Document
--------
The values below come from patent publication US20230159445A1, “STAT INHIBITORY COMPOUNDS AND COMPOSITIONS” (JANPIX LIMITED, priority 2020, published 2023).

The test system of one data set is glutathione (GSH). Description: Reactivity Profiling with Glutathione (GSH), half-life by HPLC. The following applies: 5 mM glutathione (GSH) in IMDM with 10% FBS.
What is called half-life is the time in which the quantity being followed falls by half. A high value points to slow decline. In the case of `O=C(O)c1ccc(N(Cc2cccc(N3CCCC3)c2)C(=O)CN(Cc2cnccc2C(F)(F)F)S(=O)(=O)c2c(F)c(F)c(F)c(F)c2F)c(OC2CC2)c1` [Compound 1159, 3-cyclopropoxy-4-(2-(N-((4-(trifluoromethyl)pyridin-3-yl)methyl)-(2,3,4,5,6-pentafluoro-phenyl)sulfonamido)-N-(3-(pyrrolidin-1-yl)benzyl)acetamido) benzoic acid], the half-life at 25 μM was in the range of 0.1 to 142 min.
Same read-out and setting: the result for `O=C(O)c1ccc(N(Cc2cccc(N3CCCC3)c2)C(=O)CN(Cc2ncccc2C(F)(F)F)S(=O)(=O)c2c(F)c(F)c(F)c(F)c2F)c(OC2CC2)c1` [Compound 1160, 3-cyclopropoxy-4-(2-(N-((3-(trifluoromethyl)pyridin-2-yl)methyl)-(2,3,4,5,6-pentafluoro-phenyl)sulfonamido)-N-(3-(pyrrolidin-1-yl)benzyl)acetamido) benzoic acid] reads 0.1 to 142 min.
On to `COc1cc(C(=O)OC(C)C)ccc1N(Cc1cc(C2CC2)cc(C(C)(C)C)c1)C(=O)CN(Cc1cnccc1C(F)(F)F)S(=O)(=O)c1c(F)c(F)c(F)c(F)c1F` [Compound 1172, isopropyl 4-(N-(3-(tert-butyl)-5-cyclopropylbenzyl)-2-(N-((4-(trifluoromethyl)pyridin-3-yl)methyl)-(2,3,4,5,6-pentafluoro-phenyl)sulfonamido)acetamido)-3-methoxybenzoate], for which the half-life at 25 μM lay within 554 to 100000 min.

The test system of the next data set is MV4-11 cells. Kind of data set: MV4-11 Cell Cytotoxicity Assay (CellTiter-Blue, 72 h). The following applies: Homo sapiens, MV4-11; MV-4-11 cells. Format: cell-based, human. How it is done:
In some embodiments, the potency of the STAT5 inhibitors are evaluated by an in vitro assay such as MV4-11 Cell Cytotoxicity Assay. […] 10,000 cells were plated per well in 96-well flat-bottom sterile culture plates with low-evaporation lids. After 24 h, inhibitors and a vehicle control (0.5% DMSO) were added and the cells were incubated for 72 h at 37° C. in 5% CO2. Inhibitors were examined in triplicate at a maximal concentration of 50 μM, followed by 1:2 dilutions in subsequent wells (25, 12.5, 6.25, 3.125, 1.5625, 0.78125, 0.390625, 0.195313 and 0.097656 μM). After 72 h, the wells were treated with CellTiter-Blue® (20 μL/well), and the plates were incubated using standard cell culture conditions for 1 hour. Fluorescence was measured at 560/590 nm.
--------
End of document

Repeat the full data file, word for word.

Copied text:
The values below come from patent publication US20230159445A1, “STAT INHIBITORY COMPOUNDS AND COMPOSITIONS” (JANPIX LIMITED, priority 2020, published 2023).

The test system of one data set is glutathione (GSH). Description: Reactivity Profiling with Glutathione (GSH), half-life by HPLC. The following applies: 5 mM glutathione (GSH) in IMDM with 10% FBS.
What is called half-life is the time in which the quantity being followed falls by half. A high value points to slow decline. In the case of `O=C(O)c1ccc(N(Cc2cccc(N3CCCC3)c2)C(=O)CN(Cc2cnccc2C(F)(F)F)S(=O)(=O)c2c(F)c(F)c(F)c(F)c2F)c(OC2CC2)c1` [Compound 1159, 3-cyclopropoxy-4-(2-(N-((4-(trifluoromethyl)pyridin-3-yl)methyl)-(2,3,4,5,6-pentafluoro-phenyl)sulfonamido)-N-(3-(pyrrolidin-1-yl)benzyl)acetamido) benzoic acid], the half-life at 25 μM was in the range of 0.1 to 142 min.
Same read-out and setting: the result for `O=C(O)c1ccc(N(Cc2cccc(N3CCCC3)c2)C(=O)CN(Cc2ncccc2C(F)(F)F)S(=O)(=O)c2c(F)c(F)c(F)c(F)c2F)c(OC2CC2)c1` [Compound 1160, 3-cyclopropoxy-4-(2-(N-((3-(trifluoromethyl)pyridin-2-yl)methyl)-(2,3,4,5,6-pentafluoro-phenyl)sulfonamido)-N-(3-(pyrrolidin-1-yl)benzyl)acetamido) benzoic acid] reads 0.1 to 142 min.
On to `COc1cc(C(=O)OC(C)C)ccc1N(Cc1cc(C2CC2)cc(C(C)(C)C)c1)C(=O)CN(Cc1cnccc1C(F)(F)F)S(=O)(=O)c1c(F)c(F)c(F)c(F)c1F` [Compound 1172, isopropyl 4-(N-(3-(tert-butyl)-5-cyclopropylbenzyl)-2-(N-((4-(trifluoromethyl)pyridin-3-yl)methyl)-(2,3,4,5,6-pentafluoro-phenyl)sulfonamido)acetamido)-3-methoxybenzoate], for which the half-life at 25 μM lay within 554 to 100000 min.

The test system of the next data set is MV4-11 cells. Kind of data set: MV4-11 Cell Cytotoxicity Assay (CellTiter-Blue, 72 h). The following applies: Homo sapiens, MV4-11; MV-4-11 cells. Format: cell-based, human. How it is done:
In some embodiments, the potency of the STAT5 inhibitors are evaluated by an in vitro assay such as MV4-11 Cell Cytotoxicity Assay. […] 10,000 cells were plated per well in 96-well flat-bottom sterile culture plates with low-evaporation lids. After 24 h, inhibitors and a vehicle control (0.5% DMSO) were added and the cells were incubated for 72 h at 37° C. in 5% CO2. Inhibitors were examined in triplicate at a maximal concentration of 50 μM, followed by 1:2 dilutions in subsequent wells (25, 12.5, 6.25, 3.125, 1.5625, 0.78125, 0.390625, 0.195313 and 0.097656 μM). After 72 h, the wells were treated with CellTiter-Blue® (20 μL/well), and the plates were incubated using standard cell culture conditions for 1 hour. Fluorescence was measured at 560/590 nm.